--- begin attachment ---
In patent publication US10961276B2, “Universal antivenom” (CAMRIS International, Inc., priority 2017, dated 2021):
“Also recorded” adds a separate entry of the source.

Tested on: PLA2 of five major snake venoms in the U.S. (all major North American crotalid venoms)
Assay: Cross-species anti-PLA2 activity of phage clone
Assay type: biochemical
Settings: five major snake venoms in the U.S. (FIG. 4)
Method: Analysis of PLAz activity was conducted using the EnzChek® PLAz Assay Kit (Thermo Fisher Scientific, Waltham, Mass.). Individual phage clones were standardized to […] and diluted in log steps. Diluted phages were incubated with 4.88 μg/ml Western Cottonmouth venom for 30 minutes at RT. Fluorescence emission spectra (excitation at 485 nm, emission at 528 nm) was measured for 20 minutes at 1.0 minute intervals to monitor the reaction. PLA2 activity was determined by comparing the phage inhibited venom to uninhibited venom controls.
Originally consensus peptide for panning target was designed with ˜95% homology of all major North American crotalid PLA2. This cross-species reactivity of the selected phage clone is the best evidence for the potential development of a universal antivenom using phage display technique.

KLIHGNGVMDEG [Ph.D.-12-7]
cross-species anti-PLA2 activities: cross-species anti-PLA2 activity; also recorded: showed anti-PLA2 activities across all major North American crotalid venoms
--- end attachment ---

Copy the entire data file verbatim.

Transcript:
In patent publication US10961276B2, “Universal antivenom” (CAMRIS International, Inc., priority 2017, dated 2021):
“Also recorded” adds a separate entry of the source.

Tested on: PLA2 of five major snake venoms in the U.S. (all major North American crotalid venoms)
Assay: Cross-species anti-PLA2 activity of phage clone
Assay type: biochemical
Settings: five major snake venoms in the U.S. (FIG. 4)
Method: Analysis of PLAz activity was conducted using the EnzChek® PLAz Assay Kit (Thermo Fisher Scientific, Waltham, Mass.). Individual phage clones were standardized to […] and diluted in log steps. Diluted phages were incubated with 4.88 μg/ml Western Cottonmouth venom for 30 minutes at RT. Fluorescence emission spectra (excitation at 485 nm, emission at 528 nm) was measured for 20 minutes at 1.0 minute intervals to monitor the reaction. PLA2 activity was determined by comparing the phage inhibited venom to uninhibited venom controls.
Originally consensus peptide for panning target was designed with ˜95% homology of all major North American crotalid PLA2. This cross-species reactivity of the selected phage clone is the best evidence for the potential development of a universal antivenom using phage display technique.

KLIHGNGVMDEG [Ph.D.-12-7]
cross-species anti-PLA2 activities: cross-species anti-PLA2 activity; also recorded: showed anti-PLA2 activities across all major North American crotalid venoms